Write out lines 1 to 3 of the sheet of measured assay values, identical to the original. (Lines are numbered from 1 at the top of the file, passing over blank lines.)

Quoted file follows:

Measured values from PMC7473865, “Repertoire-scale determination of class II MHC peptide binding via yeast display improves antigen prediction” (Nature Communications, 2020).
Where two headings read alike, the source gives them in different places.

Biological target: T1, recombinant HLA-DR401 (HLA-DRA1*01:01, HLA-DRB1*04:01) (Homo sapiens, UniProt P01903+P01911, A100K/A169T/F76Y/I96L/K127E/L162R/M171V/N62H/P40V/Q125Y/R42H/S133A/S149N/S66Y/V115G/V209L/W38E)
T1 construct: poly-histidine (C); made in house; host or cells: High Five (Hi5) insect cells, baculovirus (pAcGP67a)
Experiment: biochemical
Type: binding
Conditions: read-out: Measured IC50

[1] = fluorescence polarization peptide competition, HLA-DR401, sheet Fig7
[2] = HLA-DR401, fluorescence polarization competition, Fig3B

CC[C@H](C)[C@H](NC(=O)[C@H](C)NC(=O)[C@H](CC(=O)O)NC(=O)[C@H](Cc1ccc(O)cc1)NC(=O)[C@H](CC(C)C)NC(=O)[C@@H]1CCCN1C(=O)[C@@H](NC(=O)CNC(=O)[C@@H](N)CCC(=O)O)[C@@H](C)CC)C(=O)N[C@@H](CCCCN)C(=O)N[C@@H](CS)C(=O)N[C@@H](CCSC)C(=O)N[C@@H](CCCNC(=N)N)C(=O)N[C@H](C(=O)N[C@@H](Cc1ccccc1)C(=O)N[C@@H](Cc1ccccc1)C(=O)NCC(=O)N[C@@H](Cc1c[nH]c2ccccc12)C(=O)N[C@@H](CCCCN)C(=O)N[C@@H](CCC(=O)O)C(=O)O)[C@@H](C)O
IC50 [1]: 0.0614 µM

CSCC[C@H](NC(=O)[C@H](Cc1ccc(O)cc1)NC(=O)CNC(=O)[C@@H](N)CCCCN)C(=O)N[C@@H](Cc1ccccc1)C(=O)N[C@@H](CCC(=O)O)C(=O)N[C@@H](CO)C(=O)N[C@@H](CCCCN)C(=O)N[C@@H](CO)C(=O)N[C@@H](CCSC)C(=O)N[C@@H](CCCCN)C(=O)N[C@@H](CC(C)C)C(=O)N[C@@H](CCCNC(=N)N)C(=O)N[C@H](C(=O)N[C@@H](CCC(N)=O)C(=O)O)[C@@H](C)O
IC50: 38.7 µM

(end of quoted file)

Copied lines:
Measured values from PMC7473865, “Repertoire-scale determination of class II MHC peptide binding via yeast display improves antigen prediction” (Nature Communications, 2020).
Where two headings read alike, the source gives them in different places.

Biological target: T1, recombinant HLA-DR401 (HLA-DRA1*01:01, HLA-DRB1*04:01) (Homo sapiens, UniProt P01903+P01911, A100K/A169T/F76Y/I96L/K127E/L162R/M171V/N62H/P40V/Q125Y/R42H/S133A/S149N/S66Y/V115G/V209L/W38E)